"From the South?"

"From the North."

This reply seemed to please the unknown, who shook the novice's hand more vigorously and this time in very a American manner.

"And may I know, my young friend," he asked, "how you find yourself on this coast?"

But, at that moment, without waiting till the novice had replied to his question, the unknown took off his hat and bowed.

Mrs. Weldon had advanced as far as the steep bank, and she then found herself facing him.

It was she who replied to this question.

"Sir," said she, "we are shipwrecked ones whose ship was broken to pieces yesterday on these reefs."

An expression of pity spread over the unknown's face, whose eyes sought the vessel which had been stranded.

"There is nothing left of our ship," added the novice. "The surf has finished the work of demolishing it during the night."

"And our first question," continued Mrs. Weldon, "will be to ask you where we are."

"But you are on the sea-coast of South America," replied the unknown, who appeared surprised at the question. "Can you have any doubt about that?"

"Yes, sir, for the tempest had been able to make us deviate from our route," replied Dick Sand. "But I shall ask where we are more exactly. On the coast of Peru, I think."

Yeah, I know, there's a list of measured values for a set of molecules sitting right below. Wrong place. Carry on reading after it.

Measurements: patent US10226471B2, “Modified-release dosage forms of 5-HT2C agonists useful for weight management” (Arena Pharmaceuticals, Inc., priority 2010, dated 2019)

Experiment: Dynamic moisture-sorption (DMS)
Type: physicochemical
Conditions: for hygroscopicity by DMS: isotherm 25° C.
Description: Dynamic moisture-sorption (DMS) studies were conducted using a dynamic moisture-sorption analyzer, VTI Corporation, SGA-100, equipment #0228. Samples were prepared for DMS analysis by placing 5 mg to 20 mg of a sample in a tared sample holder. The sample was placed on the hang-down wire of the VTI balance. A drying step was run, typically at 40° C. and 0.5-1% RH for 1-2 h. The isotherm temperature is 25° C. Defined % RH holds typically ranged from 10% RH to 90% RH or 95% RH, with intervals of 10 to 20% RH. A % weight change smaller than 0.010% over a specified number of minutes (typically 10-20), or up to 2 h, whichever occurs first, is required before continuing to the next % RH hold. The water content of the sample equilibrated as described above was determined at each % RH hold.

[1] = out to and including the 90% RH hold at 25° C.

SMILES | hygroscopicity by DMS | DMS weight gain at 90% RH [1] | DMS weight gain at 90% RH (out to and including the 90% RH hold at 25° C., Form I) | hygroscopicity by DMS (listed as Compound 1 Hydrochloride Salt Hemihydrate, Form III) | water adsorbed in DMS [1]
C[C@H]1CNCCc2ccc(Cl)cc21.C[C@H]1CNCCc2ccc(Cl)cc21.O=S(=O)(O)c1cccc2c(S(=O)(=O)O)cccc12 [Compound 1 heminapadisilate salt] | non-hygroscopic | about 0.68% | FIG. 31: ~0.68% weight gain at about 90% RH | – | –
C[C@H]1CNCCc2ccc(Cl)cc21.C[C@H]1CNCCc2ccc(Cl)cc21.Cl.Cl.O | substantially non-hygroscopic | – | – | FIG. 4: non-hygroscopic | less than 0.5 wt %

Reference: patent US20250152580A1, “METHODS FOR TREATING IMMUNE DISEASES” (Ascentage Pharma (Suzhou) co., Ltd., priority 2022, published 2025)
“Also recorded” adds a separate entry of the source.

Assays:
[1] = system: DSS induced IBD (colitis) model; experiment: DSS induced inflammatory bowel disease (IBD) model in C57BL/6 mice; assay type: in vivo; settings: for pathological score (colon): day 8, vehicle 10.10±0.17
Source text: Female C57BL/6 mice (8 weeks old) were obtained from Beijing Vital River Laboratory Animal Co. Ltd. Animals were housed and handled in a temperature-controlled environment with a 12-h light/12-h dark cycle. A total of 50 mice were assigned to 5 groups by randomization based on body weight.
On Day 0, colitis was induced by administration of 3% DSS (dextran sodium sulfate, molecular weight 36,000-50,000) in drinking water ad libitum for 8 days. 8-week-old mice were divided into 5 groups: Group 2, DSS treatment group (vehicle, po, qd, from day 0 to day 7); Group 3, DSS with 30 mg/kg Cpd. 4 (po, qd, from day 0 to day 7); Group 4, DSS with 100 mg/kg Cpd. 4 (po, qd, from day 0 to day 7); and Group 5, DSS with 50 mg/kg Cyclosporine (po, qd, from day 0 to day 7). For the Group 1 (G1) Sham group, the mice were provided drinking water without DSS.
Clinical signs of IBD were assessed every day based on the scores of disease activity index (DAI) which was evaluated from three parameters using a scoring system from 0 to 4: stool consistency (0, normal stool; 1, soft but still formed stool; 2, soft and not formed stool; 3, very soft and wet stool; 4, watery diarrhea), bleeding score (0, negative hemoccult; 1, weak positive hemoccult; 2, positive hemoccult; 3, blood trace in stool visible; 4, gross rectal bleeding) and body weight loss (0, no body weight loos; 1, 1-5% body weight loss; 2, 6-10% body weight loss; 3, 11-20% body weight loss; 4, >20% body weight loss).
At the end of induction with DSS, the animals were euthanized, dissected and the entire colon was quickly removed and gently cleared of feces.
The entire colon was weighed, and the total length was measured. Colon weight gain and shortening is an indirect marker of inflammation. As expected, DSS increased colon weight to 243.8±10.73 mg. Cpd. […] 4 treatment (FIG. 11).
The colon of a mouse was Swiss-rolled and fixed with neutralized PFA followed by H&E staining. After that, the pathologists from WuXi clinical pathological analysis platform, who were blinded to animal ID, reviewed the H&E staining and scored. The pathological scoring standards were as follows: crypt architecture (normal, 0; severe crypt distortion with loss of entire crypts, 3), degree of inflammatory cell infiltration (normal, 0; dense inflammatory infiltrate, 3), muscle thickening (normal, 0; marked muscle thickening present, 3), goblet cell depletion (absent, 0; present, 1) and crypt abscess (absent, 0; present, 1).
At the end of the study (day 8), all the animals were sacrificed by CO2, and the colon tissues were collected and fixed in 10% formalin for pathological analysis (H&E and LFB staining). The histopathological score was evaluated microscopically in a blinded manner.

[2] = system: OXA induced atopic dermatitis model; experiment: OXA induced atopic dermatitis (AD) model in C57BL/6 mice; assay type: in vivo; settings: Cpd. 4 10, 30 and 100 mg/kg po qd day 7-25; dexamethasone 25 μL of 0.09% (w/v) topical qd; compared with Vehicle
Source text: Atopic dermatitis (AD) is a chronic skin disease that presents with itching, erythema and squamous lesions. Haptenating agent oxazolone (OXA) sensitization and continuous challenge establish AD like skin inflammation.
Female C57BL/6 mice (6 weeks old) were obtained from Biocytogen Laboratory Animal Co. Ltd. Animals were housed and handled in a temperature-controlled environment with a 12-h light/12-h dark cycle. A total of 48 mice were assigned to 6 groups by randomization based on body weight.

"No, my young friend, no! A little more to the south! You are wrecked on the Bolivian coast."

"Ah!" exclaimed Dick Sand.

"And you are even on that southern part of Bolivia which borders on Chili."

"Then what is that cape?" asked Dick Sand, pointing to the promontory on the north.

"I cannot tell you the name," replied the unknown, "for if I know the country in the interior pretty well from having often traversed it, it is my first visit to this shore."

Dick Sand reflected on what he had just learned. That only half astonished him, for his calculation might have, and indeed must have, deceived him, concerning the currents; but the error was not considerable. In fact, he believed himself somewhere between the twenty-seventh and the thirtieth parallel, from the bearings he had taken from the Isle of Paques, and it was on the twenty-fifth parallel that he was wrecked. There was no impossibility in the "Pilgrim's" having deviated by relatively small digression, in such a long passage.